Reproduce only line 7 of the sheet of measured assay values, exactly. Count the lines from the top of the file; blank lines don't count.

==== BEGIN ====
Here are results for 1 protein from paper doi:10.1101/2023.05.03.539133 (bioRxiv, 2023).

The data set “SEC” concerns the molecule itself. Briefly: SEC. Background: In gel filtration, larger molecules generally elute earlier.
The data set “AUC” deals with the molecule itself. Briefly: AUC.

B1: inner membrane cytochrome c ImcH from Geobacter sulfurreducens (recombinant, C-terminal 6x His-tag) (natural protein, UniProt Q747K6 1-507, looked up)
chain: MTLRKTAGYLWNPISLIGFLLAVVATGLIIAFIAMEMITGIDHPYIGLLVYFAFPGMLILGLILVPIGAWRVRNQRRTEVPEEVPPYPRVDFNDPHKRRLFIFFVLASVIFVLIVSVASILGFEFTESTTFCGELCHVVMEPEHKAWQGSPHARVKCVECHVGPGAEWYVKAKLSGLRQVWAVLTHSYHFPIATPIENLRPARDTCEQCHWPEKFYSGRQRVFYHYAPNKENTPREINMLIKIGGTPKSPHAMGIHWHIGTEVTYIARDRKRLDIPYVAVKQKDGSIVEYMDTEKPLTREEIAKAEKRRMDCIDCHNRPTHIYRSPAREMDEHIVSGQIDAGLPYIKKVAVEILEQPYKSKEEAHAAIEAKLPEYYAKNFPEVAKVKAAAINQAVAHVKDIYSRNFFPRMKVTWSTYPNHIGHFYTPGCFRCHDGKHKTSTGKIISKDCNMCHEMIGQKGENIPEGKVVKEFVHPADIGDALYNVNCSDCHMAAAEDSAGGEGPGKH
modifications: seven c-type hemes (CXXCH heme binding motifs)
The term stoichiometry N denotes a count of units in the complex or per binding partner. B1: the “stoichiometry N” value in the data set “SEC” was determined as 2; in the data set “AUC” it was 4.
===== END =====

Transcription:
The term stoichiometry N denotes a count of units in the complex or per binding partner. B1: the “stoichiometry N” value in the data set “SEC” was determined as 2; in the data set “AUC” it was 4.